- Priests are long-winded.
- These are the interviews that always went the longest.
- Bad translators can be extremely frustrating.
- Rembrant lighting is easier said than done.
Just now I was reflecting on the amount of stars we saw in Africa. I realized that I haven’t shared some of the unique things we got to see in the sky.
We saw the southern cross which can not be seen in this hemisphere. We also saw 4 planets one morning (those of us who woke up at 5am that is).
Tim has wonderful pictures of this.
Now I’m back in Omaha.
While it feels great to be home I’m a little sad that my African adventure is over. I’m sure I will travel again but in the meantime I have plenty to do.
One of those things is get going on this blog. I have plenty of updates to make.
I’m going to drink some tap water and take a nap first though.
Greetings from Omaha!
-Very tan, very tired, and full of stories Milana.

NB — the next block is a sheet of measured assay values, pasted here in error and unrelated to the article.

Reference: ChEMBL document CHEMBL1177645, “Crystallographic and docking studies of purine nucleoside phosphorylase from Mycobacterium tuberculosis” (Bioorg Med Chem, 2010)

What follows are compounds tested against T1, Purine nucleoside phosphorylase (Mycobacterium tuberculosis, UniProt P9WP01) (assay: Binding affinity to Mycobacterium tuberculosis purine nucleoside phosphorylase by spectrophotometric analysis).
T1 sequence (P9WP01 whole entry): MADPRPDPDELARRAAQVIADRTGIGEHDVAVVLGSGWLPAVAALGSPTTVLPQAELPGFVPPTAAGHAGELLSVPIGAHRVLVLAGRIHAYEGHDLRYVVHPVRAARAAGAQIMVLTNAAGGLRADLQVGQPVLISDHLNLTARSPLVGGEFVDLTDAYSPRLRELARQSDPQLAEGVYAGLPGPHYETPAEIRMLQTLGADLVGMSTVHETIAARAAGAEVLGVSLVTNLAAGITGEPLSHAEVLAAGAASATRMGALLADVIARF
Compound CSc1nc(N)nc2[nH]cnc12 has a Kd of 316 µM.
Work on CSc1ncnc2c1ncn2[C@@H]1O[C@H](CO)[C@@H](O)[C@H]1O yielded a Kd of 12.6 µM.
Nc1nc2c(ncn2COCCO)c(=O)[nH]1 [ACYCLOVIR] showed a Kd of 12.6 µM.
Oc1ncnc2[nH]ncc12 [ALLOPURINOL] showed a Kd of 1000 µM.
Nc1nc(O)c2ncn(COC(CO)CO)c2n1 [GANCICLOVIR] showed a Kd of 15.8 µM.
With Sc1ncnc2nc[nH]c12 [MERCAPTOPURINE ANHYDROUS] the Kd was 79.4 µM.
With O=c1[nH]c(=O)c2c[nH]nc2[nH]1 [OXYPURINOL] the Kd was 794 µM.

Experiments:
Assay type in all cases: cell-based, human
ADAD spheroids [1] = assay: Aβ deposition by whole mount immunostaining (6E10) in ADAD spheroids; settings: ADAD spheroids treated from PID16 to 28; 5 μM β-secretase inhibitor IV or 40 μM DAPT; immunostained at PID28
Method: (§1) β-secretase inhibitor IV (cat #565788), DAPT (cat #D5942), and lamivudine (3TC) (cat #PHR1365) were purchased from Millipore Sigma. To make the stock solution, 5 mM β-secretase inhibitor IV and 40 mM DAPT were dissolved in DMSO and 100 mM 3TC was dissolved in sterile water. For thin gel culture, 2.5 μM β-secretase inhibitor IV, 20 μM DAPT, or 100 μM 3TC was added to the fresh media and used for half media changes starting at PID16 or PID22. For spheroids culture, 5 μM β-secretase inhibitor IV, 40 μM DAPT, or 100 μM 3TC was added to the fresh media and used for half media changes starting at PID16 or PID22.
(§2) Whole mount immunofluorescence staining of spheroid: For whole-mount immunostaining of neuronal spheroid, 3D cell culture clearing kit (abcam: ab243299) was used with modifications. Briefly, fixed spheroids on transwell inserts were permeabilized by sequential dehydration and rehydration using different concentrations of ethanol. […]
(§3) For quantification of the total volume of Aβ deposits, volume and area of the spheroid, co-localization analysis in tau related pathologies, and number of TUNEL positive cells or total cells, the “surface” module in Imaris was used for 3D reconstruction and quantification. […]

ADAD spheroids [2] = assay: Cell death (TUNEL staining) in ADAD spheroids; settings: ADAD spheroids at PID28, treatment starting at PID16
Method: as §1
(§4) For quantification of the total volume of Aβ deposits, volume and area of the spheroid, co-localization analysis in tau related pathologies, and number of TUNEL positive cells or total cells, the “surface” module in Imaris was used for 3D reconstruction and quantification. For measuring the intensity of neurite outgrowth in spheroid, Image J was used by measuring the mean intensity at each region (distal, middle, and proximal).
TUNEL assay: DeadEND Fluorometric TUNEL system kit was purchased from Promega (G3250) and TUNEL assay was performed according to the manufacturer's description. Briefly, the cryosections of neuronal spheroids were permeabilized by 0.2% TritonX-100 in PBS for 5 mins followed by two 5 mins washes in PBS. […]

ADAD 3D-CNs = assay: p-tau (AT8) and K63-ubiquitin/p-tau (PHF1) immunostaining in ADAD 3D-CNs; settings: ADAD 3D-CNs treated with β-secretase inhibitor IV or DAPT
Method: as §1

Just a quick update. I won’t be able to post again until I return to the states. We will be out of internet after that. I have a few posts written down and I’m sure I’ll write more in the next few days. Come back and look at my posts when I return. I will have many new ones and I will add pictures and links to the old ones.
Thanks to all of you who are supporting me in this adventure.
See you soon. 🙂
I am currently sitting in the lobby of a nice hotel. I hear a television downstairs (American Idol is on). Behind me is a beautiful balcony I am on a Mac. In the room my classmates are using iPods, iPads, smart phones…. There are tile floors and silk comforters on the beds. There is a pool here (supposedly). I fall asleep listening to my iPod and wake up to an alarm on my cell phone. I eat at a table with cloth napkins and fancy plates. I am served by hotel staff and allowed as many helpings as I please. I read books on my kindle on the bus. (Did I mention we take this bus everywhere? That we have a driver?)